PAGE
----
A box of frozen puff pastry is something of a miracle ingredient. If you've ever baked with it, you know exactly what I'm talking about. It puffs into delicate, buttery layers, turning even the most basic recipe into something that feels totally fancy.
It's also super easy to use — all you need to do is pull the box out of the freezer and pop the dough in the oven, right? Well, not quite, although we promise it's almost that simple. Just remember these tips and you'll be on your way to light and flaky breakfast turnovers, bite-sized apps, and savory tarts.
1. Thaw your frozen puff pastry (preferably in the fridge, overnight).
Frozen puff pastry is a convenient alternative to homemade puff pastry, but it does require a little advance planning since it can't actually be used in its frozen state. It needs to be thawed before it can be baked into something delicious, and doing so overnight in the fridge is the best approach. This allows the pastry to become pliable without softening too much.
That said, if you forgot to take your puff out of the freezer last night and need to use it ASAP, hope is not lost! You can thaw frozen puff pastry at room temperature. The key is keeping an eye on it — you want to use it when it's just ready to be unfolded and rolled, but before it's softens too much so that the dough is limp and the butter is melting.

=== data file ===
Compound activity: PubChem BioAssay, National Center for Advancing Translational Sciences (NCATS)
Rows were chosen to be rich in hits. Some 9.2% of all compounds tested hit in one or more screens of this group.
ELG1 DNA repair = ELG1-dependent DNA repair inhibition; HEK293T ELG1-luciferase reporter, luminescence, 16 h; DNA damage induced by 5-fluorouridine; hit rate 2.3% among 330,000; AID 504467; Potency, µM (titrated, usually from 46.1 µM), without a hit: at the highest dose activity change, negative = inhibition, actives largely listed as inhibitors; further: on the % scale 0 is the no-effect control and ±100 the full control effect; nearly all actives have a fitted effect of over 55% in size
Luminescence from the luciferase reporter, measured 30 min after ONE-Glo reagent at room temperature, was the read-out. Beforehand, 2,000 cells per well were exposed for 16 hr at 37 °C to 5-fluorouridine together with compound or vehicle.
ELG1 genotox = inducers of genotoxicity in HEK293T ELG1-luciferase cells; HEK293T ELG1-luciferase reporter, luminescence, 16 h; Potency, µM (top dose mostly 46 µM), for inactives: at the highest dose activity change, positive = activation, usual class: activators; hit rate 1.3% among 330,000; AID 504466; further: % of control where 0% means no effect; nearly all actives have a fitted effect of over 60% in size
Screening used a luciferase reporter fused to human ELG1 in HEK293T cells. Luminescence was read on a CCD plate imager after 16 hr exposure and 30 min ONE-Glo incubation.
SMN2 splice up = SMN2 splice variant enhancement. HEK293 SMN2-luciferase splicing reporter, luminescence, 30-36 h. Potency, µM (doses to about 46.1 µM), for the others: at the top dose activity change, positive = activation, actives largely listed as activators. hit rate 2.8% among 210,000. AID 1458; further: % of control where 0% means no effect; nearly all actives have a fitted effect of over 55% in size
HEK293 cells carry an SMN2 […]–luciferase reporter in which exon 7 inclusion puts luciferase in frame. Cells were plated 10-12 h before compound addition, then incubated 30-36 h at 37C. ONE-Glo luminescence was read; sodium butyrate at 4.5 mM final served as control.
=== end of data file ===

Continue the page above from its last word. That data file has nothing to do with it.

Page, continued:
2. Unfold your pastry only when fully thawed.
Frozen puff pastry comes folded into a neat little package, which needs to be unfolded in order for you to use it. But don't make the mistake of doing so too early! While unfolding the pastry is a minor step in cooking, it can cause the pastry to crack or break. If the pastry does start to crack, wait a few minutes and try again.
3. Flour your work surface and your rolling pin.
Next, you'll want to flatten out your puff pastry — but before you do so, lightly flour not just your work surface but also the rolling pin. This will help the pastry to roll out smooth, and prevent any sticking and pulling.
4. Use restraint with your rolling pin.
Puff pastry is delicate and it requires some delicacy. If you over-roll or use too much force, you'll roll our some of the flakiness (read: it won't puff as much).
5. Cut with care.
If you're cutting the puff pastry, do so with care. Use a sharp-edged cookie cutter for shapes or a paring knife or pizza-cutter if cutting into squares. If you're using the entire puff pastry sheet (whole), it's also a good idea to trim the edges. This will give your tart a clean edge and also makes it easier for pastry to puff up.
6. All you need for a puffy crust is a paring knife and a fork.
If you want to make a big tart — or little tartlets! — with puffed-up crusts, it's easy to do. Just use a paring knife to score a border, then poke the inside with the tines of the fork. The edges will puff up and the center will stay down.
7. Chill the pastry again before baking.
Want a little extra assurance your puff pastry will really puff? Pop it in the fridge after working with it, while the oven preheats. This step gives the butter a chance to re-solidify, to get an even better result.
8. Serve as soon as possible!
Puff pastry won't last forever. Make only what you'll eat and make as close to serving as possible.
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Did we miss anything? What's your best tip for working with frozen puff pastry dough?